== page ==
Sunday, March 8, 2015

Aurelio Zosimo--The Crazy Professor


The Crazy Professor was a strange, spaced-out sorcerer who looked like he belonged in a rock band. He taught philosophy at the Bythos Academy. He was heavily involved in charitable work for Deeples and also Deevees, the utter dregs of magical society, lower than folk practitioners. Leonard’s father thought The Crazy Professor was a terrorist. It did not surprise him in the least that, within weeks of the H. Trismegistus parent-alumni reception, Professor La Maga was seen cavorting with The Crazy Professor. His name was Aurelio Zosimo. 

From La Maga A Story About Sorcerers and Magi

Aurelio Zosimo was a 44-year-old, wry, impish, and obscure-witted academic of early Greek philosophy and medieval Hermeticism. He had been a child prodigy. The prodigious-ness set the stage for him to become, at the mere age of 32 years, the Marsillio Ficino Scholar Emeritus at the Bythos Academy of Magical Sciences.
Zosimo had a plaque on his office door. On it was inscribed a motto adopted by Commons enthusiasts of his brand of sorcery. The plaque read Nothing is true; everything is permitted.

Popular lore had it that the 11th century ascetic Islamic fundamentalist Hassan ibn Sabbah—a mystic and mastermind of an assassin squad—had said it right before he bit the dust at age 90 years, but the saying was actually penned and launched as legend by the 20th century Commons beat poet and career drug-addict William S. Burroughs, in whom a romanticist fascination with Sabbah developed. Outer Plane Discordians and Chaos mages had cheekily spun lore about Sabbah and his alleged pronouncement into cult fiction, conspiracy, legend, and disinformation.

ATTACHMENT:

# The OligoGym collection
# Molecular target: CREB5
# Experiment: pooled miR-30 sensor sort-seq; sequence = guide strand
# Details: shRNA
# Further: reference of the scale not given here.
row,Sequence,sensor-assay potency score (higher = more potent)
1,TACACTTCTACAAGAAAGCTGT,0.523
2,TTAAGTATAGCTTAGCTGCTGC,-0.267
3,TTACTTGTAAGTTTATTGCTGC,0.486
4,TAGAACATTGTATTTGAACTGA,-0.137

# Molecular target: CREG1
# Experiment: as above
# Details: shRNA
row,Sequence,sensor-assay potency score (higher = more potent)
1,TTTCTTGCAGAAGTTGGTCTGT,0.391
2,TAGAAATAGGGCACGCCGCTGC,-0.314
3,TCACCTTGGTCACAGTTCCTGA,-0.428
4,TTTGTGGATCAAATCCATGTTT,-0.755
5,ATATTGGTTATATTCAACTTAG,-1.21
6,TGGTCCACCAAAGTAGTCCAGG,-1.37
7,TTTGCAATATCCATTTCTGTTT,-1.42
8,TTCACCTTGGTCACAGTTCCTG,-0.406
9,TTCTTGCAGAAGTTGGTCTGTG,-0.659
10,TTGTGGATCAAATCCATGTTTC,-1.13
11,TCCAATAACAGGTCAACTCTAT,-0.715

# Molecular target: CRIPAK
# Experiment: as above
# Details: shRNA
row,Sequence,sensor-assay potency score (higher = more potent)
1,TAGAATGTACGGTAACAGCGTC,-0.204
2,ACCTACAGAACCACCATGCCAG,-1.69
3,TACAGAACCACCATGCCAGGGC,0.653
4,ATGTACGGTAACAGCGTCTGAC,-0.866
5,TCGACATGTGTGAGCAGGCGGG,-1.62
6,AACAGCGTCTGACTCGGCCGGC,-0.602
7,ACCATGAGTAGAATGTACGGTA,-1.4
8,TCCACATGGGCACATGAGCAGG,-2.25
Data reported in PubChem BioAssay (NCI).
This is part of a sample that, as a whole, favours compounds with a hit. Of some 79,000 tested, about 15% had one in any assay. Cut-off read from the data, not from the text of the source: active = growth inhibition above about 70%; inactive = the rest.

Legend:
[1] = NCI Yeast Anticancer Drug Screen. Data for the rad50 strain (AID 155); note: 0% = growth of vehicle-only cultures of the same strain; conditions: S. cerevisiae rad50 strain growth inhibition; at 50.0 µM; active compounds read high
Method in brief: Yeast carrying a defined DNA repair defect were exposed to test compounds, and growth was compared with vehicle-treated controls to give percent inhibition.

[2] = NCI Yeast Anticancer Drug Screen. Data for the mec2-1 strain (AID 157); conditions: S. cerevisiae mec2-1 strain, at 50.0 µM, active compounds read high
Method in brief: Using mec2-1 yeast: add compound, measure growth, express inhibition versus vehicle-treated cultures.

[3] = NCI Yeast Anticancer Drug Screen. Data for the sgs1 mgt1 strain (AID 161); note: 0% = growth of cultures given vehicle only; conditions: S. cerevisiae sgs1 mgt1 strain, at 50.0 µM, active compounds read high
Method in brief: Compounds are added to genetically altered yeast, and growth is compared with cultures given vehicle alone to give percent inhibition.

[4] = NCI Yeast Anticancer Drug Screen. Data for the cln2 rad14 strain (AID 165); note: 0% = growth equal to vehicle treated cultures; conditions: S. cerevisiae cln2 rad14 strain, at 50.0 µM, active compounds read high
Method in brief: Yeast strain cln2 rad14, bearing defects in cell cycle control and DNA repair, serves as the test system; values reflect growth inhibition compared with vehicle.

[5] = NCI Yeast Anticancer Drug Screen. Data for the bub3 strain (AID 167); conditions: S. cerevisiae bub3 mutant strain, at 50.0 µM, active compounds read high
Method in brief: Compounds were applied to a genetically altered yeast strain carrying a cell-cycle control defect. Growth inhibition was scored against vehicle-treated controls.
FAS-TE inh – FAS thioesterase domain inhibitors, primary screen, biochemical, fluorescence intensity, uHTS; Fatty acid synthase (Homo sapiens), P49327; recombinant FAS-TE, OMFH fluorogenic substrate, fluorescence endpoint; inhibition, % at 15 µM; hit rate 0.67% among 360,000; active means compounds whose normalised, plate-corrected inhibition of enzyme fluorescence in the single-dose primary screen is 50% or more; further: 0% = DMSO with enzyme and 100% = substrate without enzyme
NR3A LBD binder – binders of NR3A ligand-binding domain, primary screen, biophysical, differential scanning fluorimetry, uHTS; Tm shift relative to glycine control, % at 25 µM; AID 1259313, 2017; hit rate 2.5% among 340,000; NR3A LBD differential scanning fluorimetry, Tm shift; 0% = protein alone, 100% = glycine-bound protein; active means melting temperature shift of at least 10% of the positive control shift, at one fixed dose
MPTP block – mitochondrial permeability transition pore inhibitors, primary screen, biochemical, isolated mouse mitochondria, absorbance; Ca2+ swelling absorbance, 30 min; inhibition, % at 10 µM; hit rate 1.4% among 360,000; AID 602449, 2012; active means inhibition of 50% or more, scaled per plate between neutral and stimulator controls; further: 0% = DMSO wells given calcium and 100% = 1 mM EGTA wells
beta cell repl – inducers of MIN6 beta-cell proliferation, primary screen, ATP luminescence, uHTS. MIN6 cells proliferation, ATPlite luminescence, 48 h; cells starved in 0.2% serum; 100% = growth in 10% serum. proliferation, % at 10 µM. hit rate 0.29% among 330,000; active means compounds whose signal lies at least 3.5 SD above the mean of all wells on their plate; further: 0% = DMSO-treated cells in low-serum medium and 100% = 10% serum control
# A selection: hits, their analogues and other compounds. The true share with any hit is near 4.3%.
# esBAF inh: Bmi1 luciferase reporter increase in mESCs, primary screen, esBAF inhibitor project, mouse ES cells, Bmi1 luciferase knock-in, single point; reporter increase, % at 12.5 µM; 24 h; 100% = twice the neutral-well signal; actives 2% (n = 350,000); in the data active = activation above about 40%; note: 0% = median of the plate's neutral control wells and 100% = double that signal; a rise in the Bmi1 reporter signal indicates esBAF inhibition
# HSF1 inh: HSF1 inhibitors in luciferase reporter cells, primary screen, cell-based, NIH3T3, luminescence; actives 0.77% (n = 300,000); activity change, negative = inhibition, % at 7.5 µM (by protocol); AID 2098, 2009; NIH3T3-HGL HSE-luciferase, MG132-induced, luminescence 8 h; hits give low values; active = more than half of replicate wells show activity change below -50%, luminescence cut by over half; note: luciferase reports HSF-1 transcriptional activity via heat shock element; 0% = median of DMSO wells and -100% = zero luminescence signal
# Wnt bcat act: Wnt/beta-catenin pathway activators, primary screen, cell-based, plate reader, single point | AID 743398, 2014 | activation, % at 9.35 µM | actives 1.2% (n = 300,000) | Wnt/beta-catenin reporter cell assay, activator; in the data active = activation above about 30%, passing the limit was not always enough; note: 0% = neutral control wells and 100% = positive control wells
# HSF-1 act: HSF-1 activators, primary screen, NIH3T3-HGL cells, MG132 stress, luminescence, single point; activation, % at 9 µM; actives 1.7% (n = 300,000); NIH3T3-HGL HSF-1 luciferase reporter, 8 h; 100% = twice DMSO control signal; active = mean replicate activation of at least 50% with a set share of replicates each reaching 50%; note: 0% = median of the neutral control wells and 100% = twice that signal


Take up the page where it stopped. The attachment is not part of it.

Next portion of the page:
Those of small mind and little vision regarded the saying as an anarchist war cry. To them, the saying was tinged with hedonism of a kind more crass than the generally misconstrued motto expectorated by the notorious Victorian-era sorcerer-mage Aleister Crowley: Do what thou wilt shall be the whole of the Law. However, in modern parlance among those who adopted the motto Nothing is true; everything is permitted, it was simply an affirmation that all belief was provisional, not absolute. Because belief shaped perception, which modified behavior which modified circumstance, perhaps circumstance could be modified if belief that modified perception and behavior was deliberately fabricated rather than imposed as unquestioned convention. 

From The Savior at the End of Time


Sunday, February 22, 2015

Russell Brand and the (Not So) Big Deal about 50 Shades of Grey

What is really so provocative about 50 Shades of Grey that even Russell Brand has been compelled to pontificate on it? (And hit the nail on the head, btw. Thank you, Russell. <3)  It’s cheesy erotica, written in hackneyed 6th-grade reading-level English, that became a media sensation in a pathetically dummied-down society driven by market trends and those who profit from and manipulate them.  Kudos to the book's writer, I guess, for expertly playing the chat-board strategy to promote her self-published e-book.

That said, the big deal about the social implications of the “oeuvre” is curious to me.  It says a lot about what we think about women.  Folks are freaked out about how the book/movie  glorifies abusive relationships and how confounding it is that women, in particular, are drawn to it.  Hello. 50 Shades is erotica/soft porn. Women are not reading it because they so wish they could be in an abusive relationship; they are reading it (or flocking to the flick) because it provides a sexual thrill.  A hot fantasy.  Something to self-pleasure themselves to. Does that fact really need to be dissected and critiqued in a world where thousands of men are compulsively masturbating to computer porn on a daily basis?

Hand wringing over the social implications of this work of fiction is about on par with fundamentalist Christian concern that the Harry Potter series promotes Satanic magic-mongering among children.